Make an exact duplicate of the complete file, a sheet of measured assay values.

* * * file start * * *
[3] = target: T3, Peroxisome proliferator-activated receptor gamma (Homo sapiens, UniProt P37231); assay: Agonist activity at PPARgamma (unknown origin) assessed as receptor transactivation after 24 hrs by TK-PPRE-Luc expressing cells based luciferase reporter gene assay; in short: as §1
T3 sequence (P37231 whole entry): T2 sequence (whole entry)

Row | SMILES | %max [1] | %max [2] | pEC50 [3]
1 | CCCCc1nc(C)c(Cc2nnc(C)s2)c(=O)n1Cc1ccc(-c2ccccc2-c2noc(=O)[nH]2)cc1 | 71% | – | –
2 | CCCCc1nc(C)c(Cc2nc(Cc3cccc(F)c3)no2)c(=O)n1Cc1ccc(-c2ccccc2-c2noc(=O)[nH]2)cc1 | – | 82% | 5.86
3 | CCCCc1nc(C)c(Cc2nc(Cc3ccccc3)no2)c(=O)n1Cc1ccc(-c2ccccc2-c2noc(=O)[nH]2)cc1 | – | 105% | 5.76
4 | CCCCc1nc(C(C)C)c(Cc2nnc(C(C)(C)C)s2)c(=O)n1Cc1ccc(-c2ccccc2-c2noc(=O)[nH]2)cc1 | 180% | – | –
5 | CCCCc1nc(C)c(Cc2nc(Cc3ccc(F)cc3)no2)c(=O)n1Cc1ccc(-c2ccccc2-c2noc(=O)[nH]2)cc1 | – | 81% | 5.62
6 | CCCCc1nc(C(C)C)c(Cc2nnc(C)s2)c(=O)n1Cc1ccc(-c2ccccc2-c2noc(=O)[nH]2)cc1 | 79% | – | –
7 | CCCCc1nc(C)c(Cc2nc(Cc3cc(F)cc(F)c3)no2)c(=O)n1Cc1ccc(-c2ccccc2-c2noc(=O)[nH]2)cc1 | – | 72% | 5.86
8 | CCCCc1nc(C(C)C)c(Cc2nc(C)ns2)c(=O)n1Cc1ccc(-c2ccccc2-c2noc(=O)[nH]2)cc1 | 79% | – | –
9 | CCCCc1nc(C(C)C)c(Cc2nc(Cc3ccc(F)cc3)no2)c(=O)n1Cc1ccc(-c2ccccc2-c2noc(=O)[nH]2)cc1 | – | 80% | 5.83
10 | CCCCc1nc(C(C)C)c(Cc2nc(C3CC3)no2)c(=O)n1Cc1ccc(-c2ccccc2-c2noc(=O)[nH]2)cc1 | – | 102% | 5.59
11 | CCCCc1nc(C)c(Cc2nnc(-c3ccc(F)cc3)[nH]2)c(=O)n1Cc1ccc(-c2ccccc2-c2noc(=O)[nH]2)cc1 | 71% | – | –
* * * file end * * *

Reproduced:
[3] = target: T3, Peroxisome proliferator-activated receptor gamma (Homo sapiens, UniProt P37231); assay: Agonist activity at PPARgamma (unknown origin) assessed as receptor transactivation after 24 hrs by TK-PPRE-Luc expressing cells based luciferase reporter gene assay; in short: as §1
T3 sequence (P37231 whole entry): T2 sequence (whole entry)

Row | SMILES | %max [1] | %max [2] | pEC50 [3]
1 | CCCCc1nc(C)c(Cc2nnc(C)s2)c(=O)n1Cc1ccc(-c2ccccc2-c2noc(=O)[nH]2)cc1 | 71% | – | –
2 | CCCCc1nc(C)c(Cc2nc(Cc3cccc(F)c3)no2)c(=O)n1Cc1ccc(-c2ccccc2-c2noc(=O)[nH]2)cc1 | – | 82% | 5.86
3 | CCCCc1nc(C)c(Cc2nc(Cc3ccccc3)no2)c(=O)n1Cc1ccc(-c2ccccc2-c2noc(=O)[nH]2)cc1 | – | 105% | 5.76
4 | CCCCc1nc(C(C)C)c(Cc2nnc(C(C)(C)C)s2)c(=O)n1Cc1ccc(-c2ccccc2-c2noc(=O)[nH]2)cc1 | 180% | – | –
5 | CCCCc1nc(C)c(Cc2nc(Cc3ccc(F)cc3)no2)c(=O)n1Cc1ccc(-c2ccccc2-c2noc(=O)[nH]2)cc1 | – | 81% | 5.62
6 | CCCCc1nc(C(C)C)c(Cc2nnc(C)s2)c(=O)n1Cc1ccc(-c2ccccc2-c2noc(=O)[nH]2)cc1 | 79% | – | –
7 | CCCCc1nc(C)c(Cc2nc(Cc3cc(F)cc(F)c3)no2)c(=O)n1Cc1ccc(-c2ccccc2-c2noc(=O)[nH]2)cc1 | – | 72% | 5.86
8 | CCCCc1nc(C(C)C)c(Cc2nc(C)ns2)c(=O)n1Cc1ccc(-c2ccccc2-c2noc(=O)[nH]2)cc1 | 79% | – | –
9 | CCCCc1nc(C(C)C)c(Cc2nc(Cc3ccc(F)cc3)no2)c(=O)n1Cc1ccc(-c2ccccc2-c2noc(=O)[nH]2)cc1 | – | 80% | 5.83
10 | CCCCc1nc(C(C)C)c(Cc2nc(C3CC3)no2)c(=O)n1Cc1ccc(-c2ccccc2-c2noc(=O)[nH]2)cc1 | – | 102% | 5.59
11 | CCCCc1nc(C)c(Cc2nnc(-c3ccc(F)cc3)[nH]2)c(=O)n1Cc1ccc(-c2ccccc2-c2noc(=O)[nH]2)cc1 | 71% | – | –